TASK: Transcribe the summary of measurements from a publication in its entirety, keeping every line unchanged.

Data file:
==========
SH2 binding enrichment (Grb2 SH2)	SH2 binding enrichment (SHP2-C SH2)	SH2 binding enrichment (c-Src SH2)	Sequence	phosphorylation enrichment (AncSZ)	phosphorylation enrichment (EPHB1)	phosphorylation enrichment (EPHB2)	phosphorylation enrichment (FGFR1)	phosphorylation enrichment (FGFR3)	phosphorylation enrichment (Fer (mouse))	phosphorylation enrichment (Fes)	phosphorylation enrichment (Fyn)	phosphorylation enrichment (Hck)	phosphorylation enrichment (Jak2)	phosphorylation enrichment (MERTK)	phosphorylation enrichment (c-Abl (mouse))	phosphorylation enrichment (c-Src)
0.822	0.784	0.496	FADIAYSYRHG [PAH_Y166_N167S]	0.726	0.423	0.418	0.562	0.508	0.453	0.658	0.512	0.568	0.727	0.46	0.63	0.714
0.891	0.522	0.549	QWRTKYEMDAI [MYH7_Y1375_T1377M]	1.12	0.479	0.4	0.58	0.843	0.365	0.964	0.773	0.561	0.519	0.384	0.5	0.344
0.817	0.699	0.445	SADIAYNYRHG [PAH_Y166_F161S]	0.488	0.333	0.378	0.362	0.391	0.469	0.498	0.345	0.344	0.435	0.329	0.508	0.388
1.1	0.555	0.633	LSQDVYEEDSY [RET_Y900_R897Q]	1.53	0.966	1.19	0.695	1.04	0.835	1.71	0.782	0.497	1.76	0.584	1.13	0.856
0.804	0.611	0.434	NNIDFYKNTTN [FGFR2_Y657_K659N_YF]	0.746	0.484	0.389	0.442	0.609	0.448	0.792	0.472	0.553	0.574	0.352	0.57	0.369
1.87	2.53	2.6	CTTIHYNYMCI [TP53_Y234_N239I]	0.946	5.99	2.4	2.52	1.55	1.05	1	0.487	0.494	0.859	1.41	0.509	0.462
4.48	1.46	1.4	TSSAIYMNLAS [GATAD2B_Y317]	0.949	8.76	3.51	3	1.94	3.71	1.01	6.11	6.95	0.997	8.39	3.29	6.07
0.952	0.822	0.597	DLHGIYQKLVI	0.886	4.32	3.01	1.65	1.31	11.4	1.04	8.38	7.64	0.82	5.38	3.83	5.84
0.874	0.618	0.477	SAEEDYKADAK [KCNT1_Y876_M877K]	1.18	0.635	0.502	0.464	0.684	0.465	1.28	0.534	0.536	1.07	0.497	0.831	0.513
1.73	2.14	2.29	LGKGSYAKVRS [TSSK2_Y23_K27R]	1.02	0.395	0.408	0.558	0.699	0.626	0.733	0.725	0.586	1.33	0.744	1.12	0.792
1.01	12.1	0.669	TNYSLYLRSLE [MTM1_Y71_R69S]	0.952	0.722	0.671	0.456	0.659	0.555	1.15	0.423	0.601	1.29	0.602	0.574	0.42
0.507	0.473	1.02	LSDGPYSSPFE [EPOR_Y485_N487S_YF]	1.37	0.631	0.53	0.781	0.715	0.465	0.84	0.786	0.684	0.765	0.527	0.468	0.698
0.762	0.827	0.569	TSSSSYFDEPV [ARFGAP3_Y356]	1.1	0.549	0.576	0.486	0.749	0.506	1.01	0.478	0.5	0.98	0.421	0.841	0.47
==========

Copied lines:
SH2 binding enrichment (Grb2 SH2)	SH2 binding enrichment (SHP2-C SH2)	SH2 binding enrichment (c-Src SH2)	Sequence	phosphorylation enrichment (AncSZ)	phosphorylation enrichment (EPHB1)	phosphorylation enrichment (EPHB2)	phosphorylation enrichment (FGFR1)	phosphorylation enrichment (FGFR3)	phosphorylation enrichment (Fer (mouse))	phosphorylation enrichment (Fes)	phosphorylation enrichment (Fyn)	phosphorylation enrichment (Hck)	phosphorylation enrichment (Jak2)	phosphorylation enrichment (MERTK)	phosphorylation enrichment (c-Abl (mouse))	phosphorylation enrichment (c-Src)
0.822	0.784	0.496	FADIAYSYRHG [PAH_Y166_N167S]	0.726	0.423	0.418	0.562	0.508	0.453	0.658	0.512	0.568	0.727	0.46	0.63	0.714
0.891	0.522	0.549	QWRTKYEMDAI [MYH7_Y1375_T1377M]	1.12	0.479	0.4	0.58	0.843	0.365	0.964	0.773	0.561	0.519	0.384	0.5	0.344
0.817	0.699	0.445	SADIAYNYRHG [PAH_Y166_F161S]	0.488	0.333	0.378	0.362	0.391	0.469	0.498	0.345	0.344	0.435	0.329	0.508	0.388
1.1	0.555	0.633	LSQDVYEEDSY [RET_Y900_R897Q]	1.53	0.966	1.19	0.695	1.04	0.835	1.71	0.782	0.497	1.76	0.584	1.13	0.856
0.804	0.611	0.434	NNIDFYKNTTN [FGFR2_Y657_K659N_YF]	0.746	0.484	0.389	0.442	0.609	0.448	0.792	0.472	0.553	0.574	0.352	0.57	0.369
1.87	2.53	2.6	CTTIHYNYMCI [TP53_Y234_N239I]	0.946	5.99	2.4	2.52	1.55	1.05	1	0.487	0.494	0.859	1.41	0.509	0.462
4.48	1.46	1.4	TSSAIYMNLAS [GATAD2B_Y317]	0.949	8.76	3.51	3	1.94	3.71	1.01	6.11	6.95	0.997	8.39	3.29	6.07
0.952	0.822	0.597	DLHGIYQKLVI	0.886	4.32	3.01	1.65	1.31	11.4	1.04	8.38	7.64	0.82	5.38	3.83	5.84
0.874	0.618	0.477	SAEEDYKADAK [KCNT1_Y876_M877K]	1.18	0.635	0.502	0.464	0.684	0.465	1.28	0.534	0.536	1.07	0.497	0.831	0.513
1.73	2.14	2.29	LGKGSYAKVRS [TSSK2_Y23_K27R]	1.02	0.395	0.408	0.558	0.699	0.626	0.733	0.725	0.586	1.33	0.744	1.12	0.792
1.01	12.1	0.669	TNYSLYLRSLE [MTM1_Y71_R69S]	0.952	0.722	0.671	0.456	0.659	0.555	1.15	0.423	0.601	1.29	0.602	0.574	0.42
0.507	0.473	1.02	LSDGPYSSPFE [EPOR_Y485_N487S_YF]	1.37	0.631	0.53	0.781	0.715	0.465	0.84	0.786	0.684	0.765	0.527	0.468	0.698
0.762	0.827	0.569	TSSSSYFDEPV [ARFGAP3_Y356]	1.1	0.549	0.576	0.486	0.749	0.506	1.01	0.478	0.5	0.98	0.421	0.841	0.47